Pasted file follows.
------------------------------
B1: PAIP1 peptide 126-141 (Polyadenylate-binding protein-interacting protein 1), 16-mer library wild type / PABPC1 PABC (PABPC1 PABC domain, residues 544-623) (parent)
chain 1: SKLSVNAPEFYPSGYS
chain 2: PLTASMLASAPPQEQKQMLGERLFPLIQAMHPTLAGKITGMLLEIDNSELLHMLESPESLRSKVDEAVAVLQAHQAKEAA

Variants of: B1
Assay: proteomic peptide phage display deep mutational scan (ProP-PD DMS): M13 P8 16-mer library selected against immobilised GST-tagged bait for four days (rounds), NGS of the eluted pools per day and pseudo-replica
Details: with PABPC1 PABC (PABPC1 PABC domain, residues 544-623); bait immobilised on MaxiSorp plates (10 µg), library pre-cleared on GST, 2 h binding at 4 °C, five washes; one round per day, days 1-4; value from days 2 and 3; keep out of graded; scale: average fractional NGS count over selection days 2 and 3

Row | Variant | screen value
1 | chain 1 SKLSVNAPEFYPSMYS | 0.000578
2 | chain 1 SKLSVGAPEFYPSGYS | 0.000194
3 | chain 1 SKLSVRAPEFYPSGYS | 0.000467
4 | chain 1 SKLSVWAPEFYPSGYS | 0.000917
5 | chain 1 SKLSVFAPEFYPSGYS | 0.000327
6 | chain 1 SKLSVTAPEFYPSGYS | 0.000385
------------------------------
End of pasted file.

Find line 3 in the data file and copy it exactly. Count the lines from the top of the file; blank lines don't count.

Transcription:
chain 2: PLTASMLASAPPQEQKQMLGERLFPLIQAMHPTLAGKITGMLLEIDNSELLHMLESPESLRSKVDEAVAVLQAHQAKEAA